Embracing MLK Day

Embracing MLK Day

January 16, 2016 by

Monday is Martin Luther King Jr. Day. Every year I’m a little bit amazed we have a national holiday for a pastor. And every year I’m a little bit amazed the church doesn’t embrace it more fully. This year I urge you to embrace Martin Luther King Jr. Day, even if it’s in your own small way.

Maybe churches are too exhausted after Christmas. We don’t have energy for one more holiday. But we miss how simple it could be.

Maybe we’ve deemed his dream a success. Segregation banished? Check. No more fire hoses on children? Check. Black president? Check. Mission accomplished. But we miss that—50 years later—Sunday morning is still the most segregated hour of the week.

Maybe we go the other way and declare it too controversial. Especially today. Just look at the response to InterVarsity’s support of Black Lives Matter. We’re not racist, but talking about it is too difficult. And we miss out on the transformative, healing power of the gospel we proclaim.

For whatever the reason, we don’t engage this day with the depth that we could.

1. It’s Not Hard

If we’re too tired from Christmas and overwhelmed, there are a lot of ways to embrace MLK without putting forth a Christmas-sized effort. We’ve got some ideas (including free social media graphics). It could be as simple as quoting MLK in your sermon or joining what others churches are doing.

My church shares a list of local MLK Day events and encourages people to join one. It’s not a lot, but it’s something.

2. Mission Accomplished

If we think Martin Luther King Jr.’s dream is accomplished, then we don’t understand his mission. If we think of King as a safe, acceptable hero, then we don’t understand his historical context. If we think the work of racial reconciliation is over, then we haven’t been paying attention.

King was not popular in his day. Many people questioned his tactics and motives. He was being investigated by the FBI. Though he was a pastor, he was a harsh critic of the church:

“If today’s church does not recapture the sacrificial spirit of the early church, it will lose its authenticity, forfeit the loyalty of millions, and be dismissed as an irrelevant social club with no meaning for the twentieth century. Every day I meet young people whose disappointment with the church has turned into outright disgust.” -Martin Luther King Jr. (“Letter From a Birmingham Jail,” 1963)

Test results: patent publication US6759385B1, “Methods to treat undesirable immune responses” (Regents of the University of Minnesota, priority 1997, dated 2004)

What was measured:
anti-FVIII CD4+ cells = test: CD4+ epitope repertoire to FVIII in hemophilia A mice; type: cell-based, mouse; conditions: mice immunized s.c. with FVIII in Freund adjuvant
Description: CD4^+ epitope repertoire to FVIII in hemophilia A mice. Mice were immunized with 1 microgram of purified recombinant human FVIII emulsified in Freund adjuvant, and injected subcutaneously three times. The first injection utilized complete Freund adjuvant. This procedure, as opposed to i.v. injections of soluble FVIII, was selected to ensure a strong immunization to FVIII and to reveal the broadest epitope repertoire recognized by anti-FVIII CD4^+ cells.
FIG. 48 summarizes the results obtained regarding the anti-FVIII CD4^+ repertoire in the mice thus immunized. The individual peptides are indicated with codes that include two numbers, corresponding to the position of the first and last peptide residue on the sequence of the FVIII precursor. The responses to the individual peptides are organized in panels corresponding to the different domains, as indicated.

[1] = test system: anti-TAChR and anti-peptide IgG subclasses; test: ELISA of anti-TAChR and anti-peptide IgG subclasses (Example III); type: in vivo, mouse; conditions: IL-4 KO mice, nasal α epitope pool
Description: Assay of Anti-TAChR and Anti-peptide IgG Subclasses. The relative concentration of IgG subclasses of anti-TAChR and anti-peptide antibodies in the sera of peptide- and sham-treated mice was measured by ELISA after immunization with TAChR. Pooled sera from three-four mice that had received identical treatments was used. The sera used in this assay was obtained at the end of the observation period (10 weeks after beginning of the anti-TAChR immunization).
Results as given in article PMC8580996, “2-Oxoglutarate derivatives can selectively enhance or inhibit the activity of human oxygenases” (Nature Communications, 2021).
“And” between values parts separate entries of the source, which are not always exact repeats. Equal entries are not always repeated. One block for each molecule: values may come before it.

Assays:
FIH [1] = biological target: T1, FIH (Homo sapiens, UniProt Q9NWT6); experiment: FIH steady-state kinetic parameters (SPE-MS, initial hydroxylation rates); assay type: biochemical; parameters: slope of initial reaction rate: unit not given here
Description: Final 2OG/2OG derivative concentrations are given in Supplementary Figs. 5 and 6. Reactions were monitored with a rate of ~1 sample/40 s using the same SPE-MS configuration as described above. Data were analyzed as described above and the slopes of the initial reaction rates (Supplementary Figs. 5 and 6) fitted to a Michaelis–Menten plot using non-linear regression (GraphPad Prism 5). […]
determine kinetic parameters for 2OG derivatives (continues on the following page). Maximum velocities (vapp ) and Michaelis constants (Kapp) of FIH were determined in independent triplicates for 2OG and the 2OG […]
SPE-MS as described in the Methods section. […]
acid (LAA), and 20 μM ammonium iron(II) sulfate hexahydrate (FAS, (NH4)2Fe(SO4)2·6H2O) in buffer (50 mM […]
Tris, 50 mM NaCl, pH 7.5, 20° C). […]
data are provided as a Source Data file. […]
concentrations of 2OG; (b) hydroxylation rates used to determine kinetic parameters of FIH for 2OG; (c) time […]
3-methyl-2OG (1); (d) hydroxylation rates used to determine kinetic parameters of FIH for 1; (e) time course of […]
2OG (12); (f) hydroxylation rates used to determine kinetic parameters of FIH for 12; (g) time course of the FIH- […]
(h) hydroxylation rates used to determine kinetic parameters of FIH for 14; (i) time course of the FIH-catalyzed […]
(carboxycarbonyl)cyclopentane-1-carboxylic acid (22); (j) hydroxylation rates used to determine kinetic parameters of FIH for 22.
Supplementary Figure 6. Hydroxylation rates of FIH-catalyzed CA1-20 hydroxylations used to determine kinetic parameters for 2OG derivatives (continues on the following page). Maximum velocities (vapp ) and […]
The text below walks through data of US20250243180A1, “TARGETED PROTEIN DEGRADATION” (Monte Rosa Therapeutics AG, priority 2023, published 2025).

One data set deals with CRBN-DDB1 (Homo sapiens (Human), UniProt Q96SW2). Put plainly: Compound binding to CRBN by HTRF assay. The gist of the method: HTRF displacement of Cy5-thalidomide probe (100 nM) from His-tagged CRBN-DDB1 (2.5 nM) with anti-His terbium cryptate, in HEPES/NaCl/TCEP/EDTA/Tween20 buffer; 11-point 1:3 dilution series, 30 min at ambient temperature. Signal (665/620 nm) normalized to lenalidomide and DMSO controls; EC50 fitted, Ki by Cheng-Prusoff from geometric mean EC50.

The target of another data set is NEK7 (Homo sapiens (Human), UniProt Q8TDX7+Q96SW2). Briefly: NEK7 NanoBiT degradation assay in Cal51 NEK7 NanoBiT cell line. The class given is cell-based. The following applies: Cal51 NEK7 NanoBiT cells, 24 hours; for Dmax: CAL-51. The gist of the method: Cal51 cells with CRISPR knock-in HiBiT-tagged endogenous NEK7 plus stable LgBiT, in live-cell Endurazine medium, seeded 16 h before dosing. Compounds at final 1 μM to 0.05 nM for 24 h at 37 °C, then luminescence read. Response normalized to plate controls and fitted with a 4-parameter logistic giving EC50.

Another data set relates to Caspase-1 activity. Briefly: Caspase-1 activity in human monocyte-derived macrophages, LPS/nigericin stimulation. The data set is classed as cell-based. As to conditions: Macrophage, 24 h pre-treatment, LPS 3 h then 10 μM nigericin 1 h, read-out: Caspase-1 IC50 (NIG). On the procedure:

Fifty years later it’s easy to overlook the injustice and hatred that raged in America over race, and think it has no lasting impact on us today.

Take some time on MLK Day to read up on the civil rights movement. Read “Letter From a Birmingham Jail,” and explore other voices of the civil rights movement including Fannie Lou Hamer, John Lewis, Pauli Murray and Fred Shuttlesworth.

3. Difficult Conversations

Yes, these conversations are hard. (Especially if you have them on social media. Don’t have them on social media.) But we can’t shy away from something just because it’s difficult.

Join the conversation that’s happening today. Check out voices such as Austin Channing, Christena Cleveland, Mark DeYmaz, Derwin Gray, Trillia Newbell, Bruce Reyes-Chow and Bryan Stevenson to see how the church can be on the forefront of racial reconciliation today.

Moving Forward

Whatever we do, let’s not allow the cause for justice and healing to be limited to one day or minimized to one man. Let’s make MLK Day a starting point, a first step to bringing the gospel of Jesus to a conversation in definite need of grace.

And remember that it’s never too late. Maybe it is too late to sneak a King quote into your sermon—and it feels like paying lip service. But you can still read “Letter From a Birmingham Jail” (it’s right there: you don’t even have to hunt down a book) and start the process. You can still follow some of the voices above and start to explore this conversation. You can take the first tentative steps.

Post By:

Kevin D. Hendricks

When Kevin isn't busy as the editor of Church Marketing Sucks, he runs his own writing and editing company, Monkey Outta Nowhere. Kevin has been blogging since 1998, runs the hyperlocal site West St. Paul Reader, and has published several books, including 137 Books in One Year: How to Fall in Love With Reading, The Stephanies and all of our church communication books.
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